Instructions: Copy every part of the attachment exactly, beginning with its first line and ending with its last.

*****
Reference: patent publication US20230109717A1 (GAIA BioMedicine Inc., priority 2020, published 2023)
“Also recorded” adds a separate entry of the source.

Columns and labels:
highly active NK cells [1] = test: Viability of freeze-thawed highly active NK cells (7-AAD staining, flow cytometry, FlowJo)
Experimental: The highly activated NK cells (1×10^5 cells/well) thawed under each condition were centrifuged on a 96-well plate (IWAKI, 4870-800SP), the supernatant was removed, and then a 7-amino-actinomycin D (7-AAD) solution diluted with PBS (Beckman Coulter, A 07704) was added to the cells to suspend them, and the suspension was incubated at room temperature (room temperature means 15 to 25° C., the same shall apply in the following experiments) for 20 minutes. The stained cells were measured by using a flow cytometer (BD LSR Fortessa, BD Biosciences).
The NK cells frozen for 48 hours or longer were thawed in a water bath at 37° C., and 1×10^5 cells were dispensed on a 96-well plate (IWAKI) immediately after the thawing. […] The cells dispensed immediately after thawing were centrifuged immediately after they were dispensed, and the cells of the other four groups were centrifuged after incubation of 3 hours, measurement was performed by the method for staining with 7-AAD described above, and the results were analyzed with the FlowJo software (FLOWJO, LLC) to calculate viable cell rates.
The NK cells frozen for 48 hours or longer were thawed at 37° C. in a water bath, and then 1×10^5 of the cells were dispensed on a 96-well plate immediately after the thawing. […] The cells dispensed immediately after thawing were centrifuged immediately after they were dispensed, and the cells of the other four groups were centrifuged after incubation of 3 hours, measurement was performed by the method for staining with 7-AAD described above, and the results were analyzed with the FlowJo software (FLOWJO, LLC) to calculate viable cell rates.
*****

Reference: patent publication US20230109717A1 (GAIA BioMedicine Inc., priority 2020, published 2023)
“Also recorded” adds a separate entry of the source.

Columns and labels:
highly active NK cells [1] = test: Viability of freeze-thawed highly active NK cells (7-AAD staining, flow cytometry, FlowJo)
Experimental: The highly activated NK cells (1×10^5 cells/well) thawed under each condition were centrifuged on a 96-well plate (IWAKI, 4870-800SP), the supernatant was removed, and then a 7-amino-actinomycin D (7-AAD) solution diluted with PBS (Beckman Coulter, A 07704) was added to the cells to suspend them, and the suspension was incubated at room temperature (room temperature means 15 to 25° C., the same shall apply in the following experiments) for 20 minutes. The stained cells were measured by using a flow cytometer (BD LSR Fortessa, BD Biosciences).
The NK cells frozen for 48 hours or longer were thawed in a water bath at 37° C., and 1×10^5 cells were dispensed on a 96-well plate (IWAKI) immediately after the thawing. […] The cells dispensed immediately after thawing were centrifuged immediately after they were dispensed, and the cells of the other four groups were centrifuged after incubation of 3 hours, measurement was performed by the method for staining with 7-AAD described above, and the results were analyzed with the FlowJo software (FLOWJO, LLC) to calculate viable cell rates.
The NK cells frozen for 48 hours or longer were thawed at 37° C. in a water bath, and then 1×10^5 of the cells were dispensed on a 96-well plate immediately after the thawing. […] The cells dispensed immediately after thawing were centrifuged immediately after they were dispensed, and the cells of the other four groups were centrifuged after incubation of 3 hours, measurement was performed by the method for staining with 7-AAD described above, and the results were analyzed with the FlowJo software (FLOWJO, LLC) to calculate viable cell rates.